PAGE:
I seriously think you can learn a lot about life just from reading all the pages in jack.html. I don’t know, I just value it a lot. Like, from Henry I consistently learn a lot about business and economics, which I need since the only economics class I took in high school. So that’s valuable. And you know, you get med school perspectives and once in a blue moon, law school perspectives. You get a lot of Stanford perspectives, but you get Berkeley perspectives also.
Some of the pages I find fascinating though because it’s so far removed from my own experience. Like, I really love Kemi’s page. Just because, her experience is a world apart from my own. I learn a lot. She lives in South Central LA? Something like that. Clara’s page is also great because it’s so far removed from my own thoughts. It’s all about the East Coast and largely about makeup. It’s boring, but, definitely different.
Dave and Darlene’s pages are great because they’re in Korea and Israel, respectively. And Marshall is living in the ghettos of New York City. I don’t know, it’s like I get to vicariously live through their experiences.
Eric’s Bible program has changed my life. I don’t know, it’s been a while since I’ve been just reading the Bible consistently. A long time. And, it’s not always necessarily profound or whatever, but there’s power in it, if that makes any sense. I guess I just feel like just reading the Bible forces my mind on more heavenly things, and that’s a good thing. I can’t really explain in, because it’s internal, but, it’s been good for me.
Anyway, last weekend I was in L.A. for this worship conference that L.A. Young Nak church put on. It was absolutely dope. The worship leaders there were Tommy Walker, who wrote Mourning Into Dancing, We Agree, and That’s Why We Praise Him, among other songs, Paul and Rita Baloche, he whoe wrote Open The Eyes Of My Heart, Above All, and many other songs, and she who wrote I Will Celebrate, and other songs, and Bob Fitts, who wrote God Is Able, and led one of my favorite praise CDs, He Will Save You.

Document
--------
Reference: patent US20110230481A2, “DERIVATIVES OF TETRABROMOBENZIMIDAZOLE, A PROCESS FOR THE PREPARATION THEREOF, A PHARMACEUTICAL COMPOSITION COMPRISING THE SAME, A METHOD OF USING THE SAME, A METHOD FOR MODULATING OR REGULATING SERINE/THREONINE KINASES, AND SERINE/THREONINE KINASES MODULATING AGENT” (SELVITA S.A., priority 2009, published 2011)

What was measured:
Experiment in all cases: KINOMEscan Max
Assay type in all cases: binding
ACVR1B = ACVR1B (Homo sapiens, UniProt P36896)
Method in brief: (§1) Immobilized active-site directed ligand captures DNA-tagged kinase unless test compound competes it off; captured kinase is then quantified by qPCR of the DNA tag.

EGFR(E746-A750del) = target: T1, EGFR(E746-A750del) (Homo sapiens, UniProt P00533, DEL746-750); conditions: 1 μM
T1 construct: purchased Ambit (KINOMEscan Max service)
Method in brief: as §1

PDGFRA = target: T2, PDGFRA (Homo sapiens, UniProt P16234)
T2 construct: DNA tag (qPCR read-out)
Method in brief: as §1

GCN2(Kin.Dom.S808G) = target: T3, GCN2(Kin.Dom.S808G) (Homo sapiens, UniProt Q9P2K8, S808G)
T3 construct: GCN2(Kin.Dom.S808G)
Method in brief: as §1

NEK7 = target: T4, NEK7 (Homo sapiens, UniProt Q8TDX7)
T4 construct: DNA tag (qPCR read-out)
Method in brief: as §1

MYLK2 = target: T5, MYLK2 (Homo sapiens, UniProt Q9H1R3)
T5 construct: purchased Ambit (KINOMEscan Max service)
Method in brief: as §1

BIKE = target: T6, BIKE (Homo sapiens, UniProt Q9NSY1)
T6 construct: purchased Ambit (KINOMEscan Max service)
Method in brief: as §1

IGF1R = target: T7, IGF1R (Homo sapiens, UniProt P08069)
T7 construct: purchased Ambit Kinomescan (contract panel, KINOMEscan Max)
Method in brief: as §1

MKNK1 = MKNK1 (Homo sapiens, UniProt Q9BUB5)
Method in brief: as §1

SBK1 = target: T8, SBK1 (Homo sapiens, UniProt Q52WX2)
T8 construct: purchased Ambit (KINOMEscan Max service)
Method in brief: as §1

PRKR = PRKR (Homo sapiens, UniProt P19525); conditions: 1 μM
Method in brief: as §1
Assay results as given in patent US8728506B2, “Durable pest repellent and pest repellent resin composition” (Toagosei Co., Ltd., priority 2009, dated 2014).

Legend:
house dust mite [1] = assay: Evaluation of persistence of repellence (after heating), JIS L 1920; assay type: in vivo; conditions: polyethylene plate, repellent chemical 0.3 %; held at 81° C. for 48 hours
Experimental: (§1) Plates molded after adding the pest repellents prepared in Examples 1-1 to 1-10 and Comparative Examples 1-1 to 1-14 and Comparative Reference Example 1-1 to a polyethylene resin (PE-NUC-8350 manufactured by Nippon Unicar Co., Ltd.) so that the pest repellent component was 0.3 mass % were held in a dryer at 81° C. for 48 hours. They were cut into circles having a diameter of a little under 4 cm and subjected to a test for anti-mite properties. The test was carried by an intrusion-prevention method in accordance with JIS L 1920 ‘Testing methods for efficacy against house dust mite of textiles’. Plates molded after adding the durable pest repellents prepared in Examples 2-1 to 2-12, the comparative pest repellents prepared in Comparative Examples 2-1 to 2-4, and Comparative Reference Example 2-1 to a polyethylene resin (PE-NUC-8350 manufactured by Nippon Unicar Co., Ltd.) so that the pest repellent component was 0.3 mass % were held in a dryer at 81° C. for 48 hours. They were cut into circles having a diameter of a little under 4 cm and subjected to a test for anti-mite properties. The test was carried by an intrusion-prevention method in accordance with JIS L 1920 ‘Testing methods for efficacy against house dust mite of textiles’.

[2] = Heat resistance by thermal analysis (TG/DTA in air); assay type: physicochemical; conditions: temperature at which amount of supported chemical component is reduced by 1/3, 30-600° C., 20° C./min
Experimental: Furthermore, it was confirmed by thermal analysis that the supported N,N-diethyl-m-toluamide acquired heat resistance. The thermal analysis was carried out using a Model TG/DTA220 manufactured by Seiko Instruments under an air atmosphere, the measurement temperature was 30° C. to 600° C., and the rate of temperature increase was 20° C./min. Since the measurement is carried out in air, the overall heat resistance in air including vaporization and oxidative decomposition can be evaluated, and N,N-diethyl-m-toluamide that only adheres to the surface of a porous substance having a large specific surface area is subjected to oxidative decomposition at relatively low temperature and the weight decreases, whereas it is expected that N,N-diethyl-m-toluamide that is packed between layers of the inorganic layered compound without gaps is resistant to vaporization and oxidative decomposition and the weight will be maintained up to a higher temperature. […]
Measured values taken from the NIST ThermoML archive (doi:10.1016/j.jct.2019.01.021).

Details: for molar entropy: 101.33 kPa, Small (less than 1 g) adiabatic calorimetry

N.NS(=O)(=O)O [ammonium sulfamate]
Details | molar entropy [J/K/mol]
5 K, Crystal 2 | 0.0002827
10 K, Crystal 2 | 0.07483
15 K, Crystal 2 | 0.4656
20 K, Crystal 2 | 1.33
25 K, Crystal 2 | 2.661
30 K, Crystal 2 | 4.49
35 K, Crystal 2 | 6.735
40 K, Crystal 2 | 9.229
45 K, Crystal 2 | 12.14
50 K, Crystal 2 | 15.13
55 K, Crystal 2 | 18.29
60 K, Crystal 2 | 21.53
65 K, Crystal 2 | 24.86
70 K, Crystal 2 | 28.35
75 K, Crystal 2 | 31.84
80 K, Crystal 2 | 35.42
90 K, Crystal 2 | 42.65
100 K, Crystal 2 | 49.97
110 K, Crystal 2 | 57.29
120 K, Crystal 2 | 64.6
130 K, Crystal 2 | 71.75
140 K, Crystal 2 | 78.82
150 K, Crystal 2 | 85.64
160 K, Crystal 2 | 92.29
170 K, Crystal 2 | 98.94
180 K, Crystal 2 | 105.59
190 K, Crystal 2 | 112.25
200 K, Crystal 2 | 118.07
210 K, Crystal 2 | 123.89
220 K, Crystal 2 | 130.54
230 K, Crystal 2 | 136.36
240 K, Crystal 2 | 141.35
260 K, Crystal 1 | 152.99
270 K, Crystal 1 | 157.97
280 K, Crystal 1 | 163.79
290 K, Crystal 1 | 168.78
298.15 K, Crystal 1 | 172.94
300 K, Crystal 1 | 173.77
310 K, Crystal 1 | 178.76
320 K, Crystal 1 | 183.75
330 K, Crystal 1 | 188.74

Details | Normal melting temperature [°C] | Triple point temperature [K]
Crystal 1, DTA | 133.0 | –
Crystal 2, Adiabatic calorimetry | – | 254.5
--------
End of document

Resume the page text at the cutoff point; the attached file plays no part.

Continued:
Anyway, we drove down on Friday and got there at the tail end of Tommy Walker’s set. Each worship leader led one of the nights of worship, and Tommy was on Friday night. He led from electric guitar, with a headset mic, and he brought his church’s band that night.
Dude, we just saw the end, but the energy was incredible. I’m not joking, I have never seen anything like it. It was the same way the next two nights. I mean, mass groups of people were jumping up and down like crazy. It was hot, sweaty, and good. Just some serious energy in the place.
You know, I don’t know how to write about this in an organized fashion so I’ll just diarrhea write. It wasn’t just Tommy’s night, but every night that had this incredible energy in the room. Like I said, I’d never seen people jumping that crazy during praise. I don’t think Paul Baloche had seen anything like that either. I don’t know, he just had an expression on his face like he was surprised by the energy. But it was crazy.
Seriously, it was the worship nights that really impacted me. I don’t know, there’s just something powerful about giving yourself totally in worship. It doesn’t have to be praise, but, I’m a music person, and that’s what gets me. Just, when you can give yourself totally, it’s a powerful feeling. And it was like that all three nights.
Another cool thing was the fact that the worship leaders wrote a lot of the songs they sang. It just takes on an extra sense of feeling, knowing that they especially, mean the things they’re singing. It’s also kind of a trip to hear the exact voices you hear on the CD. The arrangements weren’t exact (although the bands were seriously dope), but you know, you hear Paul start singing “open the eyes of my heart” and it’s like, that’s the CD voice! And Bob sings exactly like he does on all of his CDs. A big highlight of Bob’s set was when we sang Lord Most High. Just powerful.
But it was also cool to hear them do other peoples’ songs. Like, during Paul’s set, he started randomly saying, “Yes Lord! Yes Lord!” And it kind of built up to a chant, and as you may or may not know, that’s roughly the chorus to one of my current favorite songs, Trading My Sorrows. And, they (the band) hadn’t practiced it at all, but he randomly decided to do it, and, it rocked. I’m telling you, that’s the song of late 2000.